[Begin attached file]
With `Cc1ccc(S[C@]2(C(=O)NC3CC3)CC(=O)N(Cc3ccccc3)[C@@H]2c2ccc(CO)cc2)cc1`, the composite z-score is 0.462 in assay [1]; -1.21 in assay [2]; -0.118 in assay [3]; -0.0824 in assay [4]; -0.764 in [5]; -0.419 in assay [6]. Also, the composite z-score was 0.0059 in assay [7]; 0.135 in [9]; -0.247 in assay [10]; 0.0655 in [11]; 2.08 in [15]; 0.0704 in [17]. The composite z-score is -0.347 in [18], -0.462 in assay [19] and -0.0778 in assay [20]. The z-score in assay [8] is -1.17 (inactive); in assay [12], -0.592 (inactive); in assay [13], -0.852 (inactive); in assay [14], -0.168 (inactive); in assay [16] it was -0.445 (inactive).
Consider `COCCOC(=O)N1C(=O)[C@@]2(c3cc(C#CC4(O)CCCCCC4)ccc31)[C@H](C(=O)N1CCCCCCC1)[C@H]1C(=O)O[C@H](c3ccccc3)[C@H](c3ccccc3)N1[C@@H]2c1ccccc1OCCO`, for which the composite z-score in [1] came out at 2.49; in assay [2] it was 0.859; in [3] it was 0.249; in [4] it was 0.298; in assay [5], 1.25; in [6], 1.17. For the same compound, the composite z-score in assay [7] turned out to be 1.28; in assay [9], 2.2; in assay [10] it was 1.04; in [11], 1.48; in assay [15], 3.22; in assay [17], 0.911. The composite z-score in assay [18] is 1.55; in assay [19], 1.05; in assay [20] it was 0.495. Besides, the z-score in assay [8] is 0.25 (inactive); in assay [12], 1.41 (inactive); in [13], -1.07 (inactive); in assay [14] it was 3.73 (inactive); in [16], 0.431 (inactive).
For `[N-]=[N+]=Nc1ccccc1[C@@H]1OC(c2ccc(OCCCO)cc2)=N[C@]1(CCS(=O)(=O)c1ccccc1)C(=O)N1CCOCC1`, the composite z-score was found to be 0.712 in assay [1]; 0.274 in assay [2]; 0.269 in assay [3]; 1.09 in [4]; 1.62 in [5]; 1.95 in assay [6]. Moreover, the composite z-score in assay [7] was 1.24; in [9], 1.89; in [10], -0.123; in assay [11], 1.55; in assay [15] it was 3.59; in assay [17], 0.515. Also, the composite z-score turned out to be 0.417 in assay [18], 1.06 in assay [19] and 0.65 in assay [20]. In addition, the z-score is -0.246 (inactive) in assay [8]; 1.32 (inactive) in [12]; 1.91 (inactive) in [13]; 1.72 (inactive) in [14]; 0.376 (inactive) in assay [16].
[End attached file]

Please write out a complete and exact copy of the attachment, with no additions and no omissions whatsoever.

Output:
With `Cc1ccc(S[C@]2(C(=O)NC3CC3)CC(=O)N(Cc3ccccc3)[C@@H]2c2ccc(CO)cc2)cc1`, the composite z-score is 0.462 in assay [1]; -1.21 in assay [2]; -0.118 in assay [3]; -0.0824 in assay [4]; -0.764 in [5]; -0.419 in assay [6]. Also, the composite z-score was 0.0059 in assay [7]; 0.135 in [9]; -0.247 in assay [10]; 0.0655 in [11]; 2.08 in [15]; 0.0704 in [17]. The composite z-score is -0.347 in [18], -0.462 in assay [19] and -0.0778 in assay [20]. The z-score in assay [8] is -1.17 (inactive); in assay [12], -0.592 (inactive); in assay [13], -0.852 (inactive); in assay [14], -0.168 (inactive); in assay [16] it was -0.445 (inactive).
Consider `COCCOC(=O)N1C(=O)[C@@]2(c3cc(C#CC4(O)CCCCCC4)ccc31)[C@H](C(=O)N1CCCCCCC1)[C@H]1C(=O)O[C@H](c3ccccc3)[C@H](c3ccccc3)N1[C@@H]2c1ccccc1OCCO`, for which the composite z-score in [1] came out at 2.49; in assay [2] it was 0.859; in [3] it was 0.249; in [4] it was 0.298; in assay [5], 1.25; in [6], 1.17. For the same compound, the composite z-score in assay [7] turned out to be 1.28; in assay [9], 2.2; in assay [10] it was 1.04; in [11], 1.48; in assay [15], 3.22; in assay [17], 0.911. The composite z-score in assay [18] is 1.55; in assay [19], 1.05; in assay [20] it was 0.495. Besides, the z-score in assay [8] is 0.25 (inactive); in assay [12], 1.41 (inactive); in [13], -1.07 (inactive); in assay [14] it was 3.73 (inactive); in [16], 0.431 (inactive).
For `[N-]=[N+]=Nc1ccccc1[C@@H]1OC(c2ccc(OCCCO)cc2)=N[C@]1(CCS(=O)(=O)c1ccccc1)C(=O)N1CCOCC1`, the composite z-score was found to be 0.712 in assay [1]; 0.274 in assay [2]; 0.269 in assay [3]; 1.09 in [4]; 1.62 in [5]; 1.95 in assay [6]. Moreover, the composite z-score in assay [7] was 1.24; in [9], 1.89; in [10], -0.123; in assay [11], 1.55; in assay [15] it was 3.59; in assay [17], 0.515. Also, the composite z-score turned out to be 0.417 in assay [18], 1.06 in assay [19] and 0.65 in assay [20]. In addition, the z-score is -0.246 (inactive) in assay [8]; 1.32 (inactive) in [12]; 1.91 (inactive) in [13]; 1.72 (inactive) in [14]; 0.376 (inactive) in assay [16].